By Ayya Lmahamad
The Azerbaijani Mine Action Agency’s Operational Headquarters Chief Idris Ismayilov has said that the Russian-made Iskander missile launched by the Armenian armed forces at Azerbaijan’s Shusha city during the 44-day war had exploded, Trend has reported.
Missile launched from Iskander-M system
"The fragments of the missiles fired by the Armenian armed forces have been found during operational measures in two areas of Shusha. The agency continues operational search work in all cities and districts liberated during the 44-day war,” he noted.
It should be noted that the missiles were launched during the 44-day war from late September through early November 2020.
“Since December 2020, more than 100 unexploded munitions were found in houses, basements in Shusha and in the areas where battles took place. On March 15 this year, the agency employees found fragments of exploded missiles in two areas of Shusha. The modification codes on these fragments were checked and it was indicated that these were the Iskander missiles,” the agency’s chief said.
He later said that the missile at Azerbaijan’s Shusha city was fired from the Iskander-M tactical ballistic missile system.
“The 9M723 index was found on the missile wreck found in Shusha. Thus, it became known that this missile was fired from the Iskander tactical ballistic missile system... Proceeding from the recent analysis, we came to the conclusion that the missile was fired from the Iskander-M tactical ballistic missile system. The territory is being explored," he added.
Ismayilov stated that the launch location of those missiles is not yet known, but could be established via a special radar.
"The agency is conducting demining operations. In Shusha, our employees found missile fragments that fell at a distance of 780 meters from each other. One fragment was found in the northeastern direction and the other in the opposite direction," Ismayilov said.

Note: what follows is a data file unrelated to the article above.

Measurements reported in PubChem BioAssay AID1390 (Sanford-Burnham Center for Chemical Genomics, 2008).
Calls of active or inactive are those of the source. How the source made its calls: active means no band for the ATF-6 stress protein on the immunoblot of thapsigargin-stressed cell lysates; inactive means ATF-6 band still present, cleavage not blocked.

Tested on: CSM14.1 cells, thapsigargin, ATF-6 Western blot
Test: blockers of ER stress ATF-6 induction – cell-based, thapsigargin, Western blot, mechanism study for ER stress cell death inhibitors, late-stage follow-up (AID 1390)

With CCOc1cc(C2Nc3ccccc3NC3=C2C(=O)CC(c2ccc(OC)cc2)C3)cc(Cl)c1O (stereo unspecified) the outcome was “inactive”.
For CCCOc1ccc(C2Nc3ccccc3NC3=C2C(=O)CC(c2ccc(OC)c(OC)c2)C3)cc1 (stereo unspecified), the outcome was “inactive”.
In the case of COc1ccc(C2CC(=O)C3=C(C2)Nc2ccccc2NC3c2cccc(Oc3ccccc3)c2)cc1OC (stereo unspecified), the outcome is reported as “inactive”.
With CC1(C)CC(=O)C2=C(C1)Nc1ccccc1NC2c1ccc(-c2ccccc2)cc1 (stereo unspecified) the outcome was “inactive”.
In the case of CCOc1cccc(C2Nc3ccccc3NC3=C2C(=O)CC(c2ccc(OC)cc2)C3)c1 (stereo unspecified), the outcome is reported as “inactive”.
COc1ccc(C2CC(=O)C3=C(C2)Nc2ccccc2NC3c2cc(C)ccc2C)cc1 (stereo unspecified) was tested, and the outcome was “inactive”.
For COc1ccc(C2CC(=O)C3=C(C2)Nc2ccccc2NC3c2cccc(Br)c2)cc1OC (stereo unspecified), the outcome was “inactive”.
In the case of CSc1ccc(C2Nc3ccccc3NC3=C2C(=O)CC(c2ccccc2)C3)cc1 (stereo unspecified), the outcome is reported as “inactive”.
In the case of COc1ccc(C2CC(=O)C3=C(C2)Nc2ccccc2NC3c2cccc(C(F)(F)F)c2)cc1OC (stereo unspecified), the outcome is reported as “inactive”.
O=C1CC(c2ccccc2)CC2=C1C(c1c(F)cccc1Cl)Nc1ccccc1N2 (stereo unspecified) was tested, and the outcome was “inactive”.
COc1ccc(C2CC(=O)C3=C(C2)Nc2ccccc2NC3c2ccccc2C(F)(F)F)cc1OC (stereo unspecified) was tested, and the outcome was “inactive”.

Trend earlier reported that the fragments of the Iskander missile, which Armenia used against Azerbaijan during the war, were exhibited in Baku by representatives of the Mine Action Agency on the site of Azerlandshaft OJSC.
Mine clearance operations
Additionally, the agency’s chief emphasized that so far 1,731 hectares of territory have been cleared from mines and unexploded munitions.
"On the liberated territories, 1,737 mines and unexploded munitions were found and neutralized. Search operations were conducted in Fuzuli, Zangilan, Jabrayil, Gubadli, Aghdam and Khojavand regions. They are underway in Shusha city as well," he emphasized.
Meanwhile, Azerbaijani police officers continue to search for weapons and ordnance in the territories liberated from the Armenian occupation.
On April 2, the Barda regional group of the Interior Ministry’s press service reported that in the course of such events, carried out by officers of the Fuzuli District Police Department, missile systems “Igla-S”, “Mukha”, “Fogot” (one unit each), 3 machine guns, 1 automatic rifle, 1 mortar, 33 grenades, 308 shells, 10 automatic magazines and 300 rounds were found.
Some experts believe that Armenia has spent $350 million to mine lands in and around Azerbaijan's Nagorno-Karabakh region that were liberated from occupation in the 44-day war.
Azerbaijani President Ilham Aliyev on February 26 described Armenia’s failure to provide the maps of mined areas in liberated lands as the main difficulty for Azerbaijani IPDs to return to their homes. He said that this can also be considered to be a war crime as several servicemen and civilians were killed in mine blasts on liberated territories after the war.
Shusha was occupied by Armenian forces on May 8, 1992, and was the last of Azerbaijan’s cities to be liberated from the Armenian occupation.
A Moscow-brokered ceasefire deal that Baku and Yerevan signed on November 10 brought an end to six weeks of fighting between Armenia and Azerbaijan. The Azerbaijani army declared a victory against the Armenian troops. The signed agreement obliged Armenia to withdraw its troops from the Azerbaijani lands that it has occupied since the early 1990s.
Ayya Lmahamad is AzerNews’ staff journalist, follow her on Twitter: @AyyaLmahamad
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